Dr. Hudson Taylor Armerding, performing with characteristic distinction his duties as WWII Navy soldier, husband, father, preacher, professor, writer and academic administrator, provided for succeeding generations a stellar template of Christian manhood. Stu Weber, former Green Beret, pastor and author of the bestselling Tender Warrior (1993), defining the core principles of the Promise Keepers movement, relates an impactful encounter with Dr. Armerding during the late 1960s:
I was a freshman in college. It was winter on the Chicagoland campus of Wheaton College. Late winter. Cold, wind-blown, drifting snow, dead winter. A lot like my soul right then – lifeless. A combination of things had thrown me into a tailspin. It was my first time away from home for an extended season. Away from the girlfriend who would someday become my wife. I’d been disappointed by the winter sports season. I was fighting the fierce deadlines of academia. But worst of all – and for the first time in my rather sheltered life – I found myself reeling from the intellectual loss of my faith.
Never in my life had I felt so disoriented. So alone. I couldn’t sleep. Couldn’t study. Couldn’t speak with anyone. I could only walk, kick rocks, and commiserate with the silent, frozen landscape. That’s what I was doing about midnight. I stumbled aimlessly across the deserted center of campus, lost in myself – a terrible place to be. Then, out of nowhere, I was touched by a Tender Warrior. Literally. Without any inkling whatsoever that there was anyone else alive out there, I felt a hand on my shoulder.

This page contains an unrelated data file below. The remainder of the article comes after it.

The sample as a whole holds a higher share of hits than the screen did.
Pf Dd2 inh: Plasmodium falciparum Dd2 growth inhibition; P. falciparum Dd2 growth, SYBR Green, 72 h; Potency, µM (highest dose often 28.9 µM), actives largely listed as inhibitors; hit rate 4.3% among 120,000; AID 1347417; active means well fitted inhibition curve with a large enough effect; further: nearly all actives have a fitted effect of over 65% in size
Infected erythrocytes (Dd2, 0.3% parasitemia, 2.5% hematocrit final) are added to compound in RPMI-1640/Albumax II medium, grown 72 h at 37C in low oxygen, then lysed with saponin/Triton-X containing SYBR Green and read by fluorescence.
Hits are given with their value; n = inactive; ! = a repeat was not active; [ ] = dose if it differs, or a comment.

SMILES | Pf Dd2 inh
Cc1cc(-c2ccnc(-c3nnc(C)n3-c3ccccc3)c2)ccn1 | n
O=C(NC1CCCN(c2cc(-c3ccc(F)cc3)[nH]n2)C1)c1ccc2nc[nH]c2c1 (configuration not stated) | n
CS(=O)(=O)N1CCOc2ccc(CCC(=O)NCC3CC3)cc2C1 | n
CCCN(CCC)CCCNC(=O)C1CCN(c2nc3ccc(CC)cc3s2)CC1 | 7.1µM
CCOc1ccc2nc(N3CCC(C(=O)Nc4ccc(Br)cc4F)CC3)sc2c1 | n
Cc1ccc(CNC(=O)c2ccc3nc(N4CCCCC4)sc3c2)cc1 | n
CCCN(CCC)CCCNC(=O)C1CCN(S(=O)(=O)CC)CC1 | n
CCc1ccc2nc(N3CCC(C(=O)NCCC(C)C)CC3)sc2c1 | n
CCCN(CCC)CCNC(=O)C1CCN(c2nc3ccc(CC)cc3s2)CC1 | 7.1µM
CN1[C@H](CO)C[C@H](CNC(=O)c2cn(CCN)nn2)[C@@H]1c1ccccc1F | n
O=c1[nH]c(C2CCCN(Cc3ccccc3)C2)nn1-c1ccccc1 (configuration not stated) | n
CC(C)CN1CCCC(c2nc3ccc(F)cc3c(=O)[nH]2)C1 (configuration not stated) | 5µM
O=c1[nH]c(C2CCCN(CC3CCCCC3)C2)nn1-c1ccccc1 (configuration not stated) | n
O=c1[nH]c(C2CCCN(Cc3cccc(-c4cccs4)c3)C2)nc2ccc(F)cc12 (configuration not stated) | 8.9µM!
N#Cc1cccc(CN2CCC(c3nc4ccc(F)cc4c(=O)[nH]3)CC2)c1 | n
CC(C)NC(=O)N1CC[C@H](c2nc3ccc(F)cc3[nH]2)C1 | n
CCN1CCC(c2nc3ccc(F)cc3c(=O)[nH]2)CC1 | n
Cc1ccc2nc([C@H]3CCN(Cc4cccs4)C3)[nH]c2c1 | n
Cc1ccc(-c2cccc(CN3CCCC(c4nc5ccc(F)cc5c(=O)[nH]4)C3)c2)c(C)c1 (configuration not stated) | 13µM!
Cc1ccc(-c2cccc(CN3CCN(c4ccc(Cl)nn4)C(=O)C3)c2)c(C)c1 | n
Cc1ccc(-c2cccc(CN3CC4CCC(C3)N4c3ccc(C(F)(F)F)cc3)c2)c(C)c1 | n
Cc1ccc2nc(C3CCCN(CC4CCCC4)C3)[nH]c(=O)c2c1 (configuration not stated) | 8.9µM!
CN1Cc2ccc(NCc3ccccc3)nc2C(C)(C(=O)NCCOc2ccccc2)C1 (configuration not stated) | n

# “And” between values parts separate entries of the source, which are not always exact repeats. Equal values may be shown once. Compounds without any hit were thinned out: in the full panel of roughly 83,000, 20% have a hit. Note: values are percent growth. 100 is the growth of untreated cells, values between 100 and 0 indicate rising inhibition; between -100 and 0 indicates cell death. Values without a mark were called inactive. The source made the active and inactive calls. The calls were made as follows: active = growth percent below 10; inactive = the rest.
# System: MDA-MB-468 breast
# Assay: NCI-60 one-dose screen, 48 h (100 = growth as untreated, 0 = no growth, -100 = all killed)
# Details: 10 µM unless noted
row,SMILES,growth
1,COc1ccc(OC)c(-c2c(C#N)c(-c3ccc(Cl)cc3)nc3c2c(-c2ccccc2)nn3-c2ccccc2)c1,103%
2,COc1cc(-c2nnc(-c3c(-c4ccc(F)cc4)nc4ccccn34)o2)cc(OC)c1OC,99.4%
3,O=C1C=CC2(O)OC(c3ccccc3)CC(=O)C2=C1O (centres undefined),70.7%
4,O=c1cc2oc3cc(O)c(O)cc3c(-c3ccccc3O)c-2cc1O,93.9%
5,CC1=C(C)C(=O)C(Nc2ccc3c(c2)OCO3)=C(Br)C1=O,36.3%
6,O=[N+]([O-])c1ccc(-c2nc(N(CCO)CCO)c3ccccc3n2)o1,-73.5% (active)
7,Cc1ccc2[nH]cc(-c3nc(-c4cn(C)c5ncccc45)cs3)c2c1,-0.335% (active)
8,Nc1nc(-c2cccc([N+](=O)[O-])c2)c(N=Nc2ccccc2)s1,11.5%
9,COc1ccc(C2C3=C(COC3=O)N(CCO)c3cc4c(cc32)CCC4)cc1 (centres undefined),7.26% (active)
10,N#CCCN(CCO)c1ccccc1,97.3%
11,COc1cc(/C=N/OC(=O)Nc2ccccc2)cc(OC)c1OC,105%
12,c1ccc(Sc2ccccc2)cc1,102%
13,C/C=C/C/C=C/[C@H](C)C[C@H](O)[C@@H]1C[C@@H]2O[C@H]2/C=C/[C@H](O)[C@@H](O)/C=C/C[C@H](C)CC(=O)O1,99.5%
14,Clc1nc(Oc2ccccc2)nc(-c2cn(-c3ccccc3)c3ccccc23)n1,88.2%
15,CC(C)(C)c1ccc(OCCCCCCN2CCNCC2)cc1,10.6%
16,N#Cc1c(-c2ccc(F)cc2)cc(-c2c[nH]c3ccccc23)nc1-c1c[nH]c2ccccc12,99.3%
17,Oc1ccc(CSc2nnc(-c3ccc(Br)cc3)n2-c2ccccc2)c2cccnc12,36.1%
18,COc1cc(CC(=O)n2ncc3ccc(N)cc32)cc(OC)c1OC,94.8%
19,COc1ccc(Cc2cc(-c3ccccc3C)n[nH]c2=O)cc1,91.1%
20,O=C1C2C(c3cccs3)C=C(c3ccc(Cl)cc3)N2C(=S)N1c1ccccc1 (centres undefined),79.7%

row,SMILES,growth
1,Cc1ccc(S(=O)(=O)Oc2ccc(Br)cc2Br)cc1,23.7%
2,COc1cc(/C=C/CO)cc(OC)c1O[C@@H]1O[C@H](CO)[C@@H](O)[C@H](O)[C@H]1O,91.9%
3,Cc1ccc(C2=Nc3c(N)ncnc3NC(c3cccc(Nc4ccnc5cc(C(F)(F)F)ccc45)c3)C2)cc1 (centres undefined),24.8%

A voice fought its way through the wind. “Could I be helpful to you?”
I looked up into the face of Dr. Hudson Armerding, the great-hearted president of Wheaton College.
Apparently he had stayed late in the office that night. I still don’t know how he found me. Had he seen me wandering in the darkness? Had he felt my pain and desolation from a second-floor window? I don’t know how he got there, but there he was – at my side – a four-sided tower of strength. The king in him bore the weight of the college on his shoulders. The warrior in him fought powerfully through the blood-draining battles facing any college president in the sixties. The mentor in him taught us history in class, the Scriptures in chapel, and life in general. And the friend in him reached out and drew in a hapless freshman wandering in a deep, months-long sleep. He invited me into his home. We walked the distance together. There in the warmth of his living room, with everyone else in the house long asleep, he fixed two cups of tea. We talked. And talked. He became my friend. He still is. One of the half dozen men who have marked my life, Hudson Armerding will always be the consummate King-Warrior-Mentor-Friend to me.
The four pillars of masculinity were balanced in Dr. Armerding. Like four strands of steel, they were woven together to form a cable that is the spine of masculinity. A “good man” is the balance of the four. A good warrior is also the sensitive lover. A Tender Warrior. A good friend is always a helpful mentor. The four are inseperable in a good man. In balance, there are every man’s purpose, every woman’s dream, and every child’s hope.